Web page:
Joint military effort aids California families in need

By Pfc. Brandon C. Pomrenke | October 29, 2007

MARCH AIR RESERVE BASE, Calif. – Although the California wildfires have had a devastating impact on many families, a glimmer of hope is beginning to shine through. Servicemembers and their families, businesses, residents of the Riverside community and March Air Reserve Base now have a way to help with the relief effort.

People can make donations with “gift checks,” which those in need can use to purchase food supplies from the March commissary.

“Although we can’t donate from the commissary itself, our vendors can and have come through with gift checks to help families locally,” said Jerry Contreras, acting store director of the March commissary. “Since just yesterday we’ve raised $1,250 in gift checks.”

The base's Friend and Family Association is helping provide families with the purchased gift checks. The Association is also supporting military families, servicemembers and retirees who have been displaced or affected by the wildfires.

“We are trying to give to Reservists, retirees and even DoD civilians in the affected areas,” said Air Force Reserve Tech. Sgt. Elizabeth Buckingham, a family technician at March. “There is a new, updated list every day that is mostly retirees and reservists.”

One reservist’s family was forced to flee the roaring blaze and is now temporarily housed at March.

“We’ve suffered a tremendous loss, but this has been fantastic here,” said Rosalind Donoghue, wife of Air Force Reserve Lt. Col. Brendan Donoghue, chief dentist with 452nd Aerospace Squadron.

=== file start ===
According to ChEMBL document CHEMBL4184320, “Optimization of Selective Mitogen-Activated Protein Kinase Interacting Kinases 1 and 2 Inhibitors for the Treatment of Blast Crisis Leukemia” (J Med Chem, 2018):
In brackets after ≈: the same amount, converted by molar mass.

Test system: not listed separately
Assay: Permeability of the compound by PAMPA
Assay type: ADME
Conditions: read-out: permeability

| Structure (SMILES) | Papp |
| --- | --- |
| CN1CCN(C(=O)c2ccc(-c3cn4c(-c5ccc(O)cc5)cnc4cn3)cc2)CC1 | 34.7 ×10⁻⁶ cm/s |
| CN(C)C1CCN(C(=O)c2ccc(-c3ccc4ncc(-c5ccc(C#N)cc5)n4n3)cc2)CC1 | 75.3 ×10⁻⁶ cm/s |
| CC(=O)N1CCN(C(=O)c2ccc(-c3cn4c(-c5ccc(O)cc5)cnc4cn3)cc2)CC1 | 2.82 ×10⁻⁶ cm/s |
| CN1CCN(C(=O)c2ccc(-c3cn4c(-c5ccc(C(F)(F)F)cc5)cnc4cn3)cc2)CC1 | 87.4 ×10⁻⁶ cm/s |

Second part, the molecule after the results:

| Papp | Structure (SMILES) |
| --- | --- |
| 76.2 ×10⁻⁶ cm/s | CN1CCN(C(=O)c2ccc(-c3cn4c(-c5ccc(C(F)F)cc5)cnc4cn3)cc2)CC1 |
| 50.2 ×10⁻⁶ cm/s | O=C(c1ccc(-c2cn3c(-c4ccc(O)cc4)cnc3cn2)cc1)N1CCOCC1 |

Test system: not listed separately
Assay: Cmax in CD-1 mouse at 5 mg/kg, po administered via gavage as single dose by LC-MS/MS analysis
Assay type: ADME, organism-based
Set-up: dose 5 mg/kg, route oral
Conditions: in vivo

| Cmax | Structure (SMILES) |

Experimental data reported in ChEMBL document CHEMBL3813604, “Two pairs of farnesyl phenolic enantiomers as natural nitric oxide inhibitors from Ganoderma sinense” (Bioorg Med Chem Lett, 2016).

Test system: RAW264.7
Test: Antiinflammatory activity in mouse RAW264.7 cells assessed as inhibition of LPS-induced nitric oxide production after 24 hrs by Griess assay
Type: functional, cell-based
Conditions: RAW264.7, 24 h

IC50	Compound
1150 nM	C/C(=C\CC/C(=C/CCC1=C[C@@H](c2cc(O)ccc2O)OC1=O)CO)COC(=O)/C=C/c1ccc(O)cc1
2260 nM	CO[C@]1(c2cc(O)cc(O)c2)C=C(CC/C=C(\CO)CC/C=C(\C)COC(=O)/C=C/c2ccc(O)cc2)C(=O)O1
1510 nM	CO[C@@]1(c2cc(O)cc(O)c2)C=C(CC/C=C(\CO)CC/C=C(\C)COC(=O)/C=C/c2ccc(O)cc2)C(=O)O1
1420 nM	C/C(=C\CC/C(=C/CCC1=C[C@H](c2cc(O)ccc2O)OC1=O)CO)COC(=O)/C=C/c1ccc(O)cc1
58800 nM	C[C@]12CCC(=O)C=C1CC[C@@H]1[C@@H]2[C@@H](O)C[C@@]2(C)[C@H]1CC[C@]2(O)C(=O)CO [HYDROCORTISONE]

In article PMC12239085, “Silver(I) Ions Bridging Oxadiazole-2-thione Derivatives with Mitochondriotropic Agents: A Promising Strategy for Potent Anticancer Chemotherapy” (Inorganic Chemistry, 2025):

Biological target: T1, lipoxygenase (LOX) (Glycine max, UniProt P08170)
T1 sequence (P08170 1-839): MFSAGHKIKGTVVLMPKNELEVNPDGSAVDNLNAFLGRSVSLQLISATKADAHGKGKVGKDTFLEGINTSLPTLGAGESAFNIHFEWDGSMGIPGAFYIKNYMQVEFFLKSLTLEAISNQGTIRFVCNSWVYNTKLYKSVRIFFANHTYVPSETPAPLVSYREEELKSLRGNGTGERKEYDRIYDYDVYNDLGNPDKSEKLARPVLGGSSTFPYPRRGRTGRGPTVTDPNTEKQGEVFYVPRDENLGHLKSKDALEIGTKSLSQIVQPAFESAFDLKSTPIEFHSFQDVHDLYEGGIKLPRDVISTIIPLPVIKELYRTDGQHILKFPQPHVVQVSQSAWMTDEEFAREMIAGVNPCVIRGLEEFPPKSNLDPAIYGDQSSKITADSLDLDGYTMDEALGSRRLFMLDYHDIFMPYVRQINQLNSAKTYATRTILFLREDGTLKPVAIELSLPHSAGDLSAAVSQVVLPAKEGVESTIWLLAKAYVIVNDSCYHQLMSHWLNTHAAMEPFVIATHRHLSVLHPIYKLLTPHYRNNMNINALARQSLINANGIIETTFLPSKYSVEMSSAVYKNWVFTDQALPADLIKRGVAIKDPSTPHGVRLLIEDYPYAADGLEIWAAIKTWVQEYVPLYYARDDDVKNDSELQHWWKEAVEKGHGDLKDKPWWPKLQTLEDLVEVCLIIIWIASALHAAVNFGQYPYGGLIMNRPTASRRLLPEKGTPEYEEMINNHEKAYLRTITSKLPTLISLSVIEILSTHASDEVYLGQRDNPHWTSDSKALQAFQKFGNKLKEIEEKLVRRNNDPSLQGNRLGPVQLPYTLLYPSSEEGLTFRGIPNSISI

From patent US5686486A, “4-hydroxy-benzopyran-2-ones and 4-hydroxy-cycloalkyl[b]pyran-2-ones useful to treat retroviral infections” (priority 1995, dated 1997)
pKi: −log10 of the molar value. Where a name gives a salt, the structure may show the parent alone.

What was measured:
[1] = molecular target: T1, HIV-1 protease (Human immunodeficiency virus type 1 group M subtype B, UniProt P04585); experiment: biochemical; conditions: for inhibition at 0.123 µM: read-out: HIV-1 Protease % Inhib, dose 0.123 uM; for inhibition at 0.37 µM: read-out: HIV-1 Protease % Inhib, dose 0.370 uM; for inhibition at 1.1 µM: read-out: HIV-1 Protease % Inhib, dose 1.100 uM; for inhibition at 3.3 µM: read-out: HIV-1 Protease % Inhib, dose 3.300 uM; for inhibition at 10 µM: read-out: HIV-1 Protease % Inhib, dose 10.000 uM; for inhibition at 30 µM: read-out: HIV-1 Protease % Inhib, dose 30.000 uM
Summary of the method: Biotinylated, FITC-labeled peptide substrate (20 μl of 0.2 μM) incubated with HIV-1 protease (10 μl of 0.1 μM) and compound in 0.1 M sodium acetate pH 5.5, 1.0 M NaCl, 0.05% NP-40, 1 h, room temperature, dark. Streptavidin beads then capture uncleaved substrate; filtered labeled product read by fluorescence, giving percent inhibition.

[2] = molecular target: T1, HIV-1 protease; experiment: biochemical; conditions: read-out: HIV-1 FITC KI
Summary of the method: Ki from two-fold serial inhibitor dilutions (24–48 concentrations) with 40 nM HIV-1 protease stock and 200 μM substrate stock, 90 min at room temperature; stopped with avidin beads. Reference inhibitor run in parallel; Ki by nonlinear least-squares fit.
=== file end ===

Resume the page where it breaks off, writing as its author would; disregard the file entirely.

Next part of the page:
The Donoghues and their five children saw flames heading straight for their house and were forced to leave without even a second to grab any personal belongings.

“We saw the fire coming toward us and embers flying around. It was right behind us,” said Mrs. Donoghue. “Brendan left, literally, with the shirt on his back.”

Once people have made a quick evacuation during what could be a life and death situation, not knowing what happens next can lead to even more stress and concern.

“We didn’t know what to expect the entire drive up here to [March],” explained Lt. Col. Donoghue. “I called my unit, and they helped me contact the necessary people.”

The Friend and Family Association was prepared to jump into action by the time the Donoghue family arrived. Lodging was ready, food was available and help was on the way.

“When we left, we didn’t even have clothes for five days of school for the kids,” said Mrs. Donoghue. “But, bit by bit, we are getting everything we need: food, a uniform so Brendan can work this weekend, a safe place away from the fires and even help getting medical appointments.”

Making sure that the Donoghues and others going through similar ordeals have all that they need takes a lot of effort from the military and local communities.

“We’ve been safe and secure here,” said Mrs. Donoghue. “We needed [the military’s] help, and it’s been great.”